George Mann is the author of The Affinity Bridge, The Osiris Ritual and Ghosts of Manhattan, as well as numerous short stories, novellas and an original Doctor Who audiobook. He has edited a number of anthologies including The Solaris Book of New Science Fiction, The Solaris Book of New Fantasy and a retrospective collection of Sexton Blake stores, Sexton Blake, Detective. But the creation of Newbury and Hobbes is what he’s best known for… so far.
FTN: Hi George, thanks so much for chatting to us. Let’s get right into it, what drew you to steampunk?
GM: If I’m honest, I never really set out to write ‘steampunk’. In fact, I’m not sure that Newbury & Hobbes really is steampunk, in the conventional sense – there’s quite a lot of ‘steam’, but very little ‘punk’.
I was always more interested in writing a series of Victorian mystery stories set in an alternate history that included fantastical elements drawn from a variety of different genres. The airships and clockwork automata and stuff are very much part of the furniture and texture that help me to achieve that effect. It’s the same with all the black magic and occult stuff I’ve been feeding into the stories over the years. I didn’t want it to be limited in any way. I never wanted to have to say to myself ‘I can’t do X or Y in a Newbury & Hobbes story, because that’s outside the perimeter of a particular genre’.
That’s not to say I’m not a fan of all things steampunk – I love the aesthetic. Which is why I keep returning to it, time and again.
FTN: Are the names of the characters in your novels important?
GM: Hugely! I often start with a name. I had the names ‘Maurice Newbury and Veronica Hobbes’ before I knew who they were, or what world they would inhabit, although the rest came very quickly afterwards. I often find that’s the key to unlocking a story for me, actually – once I have the character’s name, the rest falls into place. It’s the same with the villains in the books, or any time I’m doing something new. The characters usually exist first, and then I concoct stories for them.
The characters usually exist first, and then I concoct stories for them.
FTN: How do you go about researching your novels?
GM: Well, like most writers, I read widely and often. I’ve assembled quite a library of Victorian reference books now, from original, period books, maps and documents, to academic, generalist or art books about the era.
I’m also a member of both the National Trust and English Heritage, and I regularly visit historic buildings in search of inspiration.
For the next book I’ve spent a fair bit of time riding up and down on steam trains!
FTN: Without giving too much away do you have a favorite part of the Executioner’s heart?
GM: I think it has to be that last encounter between Newbury and the Executioner, in the abandoned building, with Veronica already hurt and bleeding on the ground. For a long time I’d been able to see that scene in my mind’s eye, what Newbury does and the ultimate affect it has upon the Executioner. It’s largely symbolic, I suppose, but for me I think it sums up a lot about the themes I was exploring in the book, kind of a culmination of all the threads, particularly of all the chapters that fill in the backstory of the Executioner, why she is as she is, what made her into the monster she’s become – and what it all amounts to in the end.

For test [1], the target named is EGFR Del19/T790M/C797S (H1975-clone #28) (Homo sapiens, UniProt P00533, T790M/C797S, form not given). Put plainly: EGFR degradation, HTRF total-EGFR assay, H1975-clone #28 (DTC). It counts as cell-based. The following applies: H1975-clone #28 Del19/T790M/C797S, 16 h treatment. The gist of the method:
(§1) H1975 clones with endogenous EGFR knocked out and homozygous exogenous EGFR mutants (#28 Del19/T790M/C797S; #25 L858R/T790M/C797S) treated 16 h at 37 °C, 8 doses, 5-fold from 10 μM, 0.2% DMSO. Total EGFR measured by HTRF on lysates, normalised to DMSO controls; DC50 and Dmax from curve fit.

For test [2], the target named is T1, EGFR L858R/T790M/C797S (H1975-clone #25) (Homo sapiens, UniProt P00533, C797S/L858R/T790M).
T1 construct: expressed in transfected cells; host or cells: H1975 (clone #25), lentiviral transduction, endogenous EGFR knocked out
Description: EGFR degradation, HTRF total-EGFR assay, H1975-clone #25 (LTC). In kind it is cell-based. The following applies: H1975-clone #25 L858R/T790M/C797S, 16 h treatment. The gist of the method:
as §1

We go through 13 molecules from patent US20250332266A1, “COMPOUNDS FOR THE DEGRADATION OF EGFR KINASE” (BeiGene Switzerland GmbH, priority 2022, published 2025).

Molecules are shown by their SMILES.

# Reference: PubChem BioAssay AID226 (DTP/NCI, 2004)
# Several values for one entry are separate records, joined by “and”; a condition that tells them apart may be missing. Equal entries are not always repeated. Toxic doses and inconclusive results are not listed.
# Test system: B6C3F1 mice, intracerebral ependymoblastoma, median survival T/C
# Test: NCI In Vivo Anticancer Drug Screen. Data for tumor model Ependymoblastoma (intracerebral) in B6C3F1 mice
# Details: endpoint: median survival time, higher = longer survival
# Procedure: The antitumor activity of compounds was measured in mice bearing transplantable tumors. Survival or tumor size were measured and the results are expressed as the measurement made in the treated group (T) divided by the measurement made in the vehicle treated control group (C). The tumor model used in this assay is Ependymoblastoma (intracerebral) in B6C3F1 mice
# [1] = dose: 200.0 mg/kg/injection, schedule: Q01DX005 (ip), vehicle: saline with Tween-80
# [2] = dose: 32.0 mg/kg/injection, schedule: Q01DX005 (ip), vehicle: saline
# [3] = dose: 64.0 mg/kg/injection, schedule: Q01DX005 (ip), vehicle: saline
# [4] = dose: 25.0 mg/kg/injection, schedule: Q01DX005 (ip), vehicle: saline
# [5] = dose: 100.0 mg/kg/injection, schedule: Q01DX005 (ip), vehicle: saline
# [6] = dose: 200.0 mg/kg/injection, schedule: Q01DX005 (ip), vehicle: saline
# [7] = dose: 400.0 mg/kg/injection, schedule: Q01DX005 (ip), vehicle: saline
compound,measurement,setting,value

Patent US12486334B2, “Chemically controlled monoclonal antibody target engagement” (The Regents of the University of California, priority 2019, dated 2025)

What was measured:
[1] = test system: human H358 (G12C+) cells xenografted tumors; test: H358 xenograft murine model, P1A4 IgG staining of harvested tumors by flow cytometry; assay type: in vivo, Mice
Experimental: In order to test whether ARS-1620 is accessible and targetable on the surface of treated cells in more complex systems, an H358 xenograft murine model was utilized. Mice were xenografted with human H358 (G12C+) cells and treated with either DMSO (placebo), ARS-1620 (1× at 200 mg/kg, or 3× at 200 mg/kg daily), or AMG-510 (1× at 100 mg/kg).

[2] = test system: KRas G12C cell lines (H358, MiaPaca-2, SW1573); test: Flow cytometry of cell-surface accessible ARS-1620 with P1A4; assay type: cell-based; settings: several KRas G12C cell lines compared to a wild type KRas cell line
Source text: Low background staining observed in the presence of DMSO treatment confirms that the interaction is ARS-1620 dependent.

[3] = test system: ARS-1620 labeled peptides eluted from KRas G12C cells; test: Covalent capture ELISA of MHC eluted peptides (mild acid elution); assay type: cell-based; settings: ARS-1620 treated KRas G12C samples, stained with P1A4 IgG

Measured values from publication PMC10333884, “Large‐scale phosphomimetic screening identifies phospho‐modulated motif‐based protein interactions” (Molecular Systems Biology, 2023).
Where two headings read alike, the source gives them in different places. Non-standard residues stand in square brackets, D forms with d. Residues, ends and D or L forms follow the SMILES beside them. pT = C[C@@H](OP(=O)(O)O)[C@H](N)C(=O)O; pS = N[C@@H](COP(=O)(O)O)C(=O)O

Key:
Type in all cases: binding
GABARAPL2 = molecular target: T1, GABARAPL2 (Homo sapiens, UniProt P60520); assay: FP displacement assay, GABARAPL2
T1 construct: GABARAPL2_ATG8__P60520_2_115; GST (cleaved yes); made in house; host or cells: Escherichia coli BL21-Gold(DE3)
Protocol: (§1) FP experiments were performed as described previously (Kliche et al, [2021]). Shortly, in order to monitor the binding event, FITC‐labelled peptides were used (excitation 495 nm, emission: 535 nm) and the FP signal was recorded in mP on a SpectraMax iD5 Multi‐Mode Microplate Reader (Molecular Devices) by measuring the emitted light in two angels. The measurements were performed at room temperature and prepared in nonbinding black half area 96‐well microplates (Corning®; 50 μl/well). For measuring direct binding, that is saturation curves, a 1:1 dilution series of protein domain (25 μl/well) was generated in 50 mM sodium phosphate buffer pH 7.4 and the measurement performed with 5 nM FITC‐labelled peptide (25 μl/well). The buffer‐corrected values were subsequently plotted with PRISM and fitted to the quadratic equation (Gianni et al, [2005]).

FTN: Are there any occupational hazards to being a novelist?
GM: Back pain! Erratic income! Loneliness!
Ha! I feel very lucky that I’m able to do this, to write books that people want to read. I wouldn’t give it up for the world, and I can’t imagine ever wanting to stop. But writing a novel is all about hard work. It’s about the daily grind, the sheer effort and force of will to get the words onto the page, and then rewrite them again and again until they’re right. It’s like climbing a mountain, and it takes stamina. But it’s incredibly rewarding. And it’s a hell of a rush when you’re done.
FTN: What question have you always wanted to be asked in an interview? How would you answer that question?
GM: I’ve always wanted to be asked to accept a large offering of gold, rubies and chocolate. And I’d say yes!
Writing is ‘like climbing a mountain, and it takes stamina. But it’s incredibly rewarding. And it’s a hell of a rush when you’re done.’
FTN: What’s next for Newbury and Hobbes?
GM: I’m currently working on the fifth book in the series, The Revenant Express, in which Newbury and Veronica’s sister, Amelia, set out on a fateful voyage across Europe on an immense steam train, in order to receive something key to Veronica’s survival. Following that, there’ll be a sixth book which I’m provisional calling The Albion Initiative. There’s also a Newbury & Hobbes short story collection, The Casebook of Newbury & Hobbes: Volume One, coming in September this year. We’re starting to look at taking the characters into other media, too, with a comic book mini-series in the works, as well as an original audio play. So, plenty more Newbury & Hobbes to come!
FTN: We’re big fans here George and look forward to what comes next both for you and for Newbury & Hobbes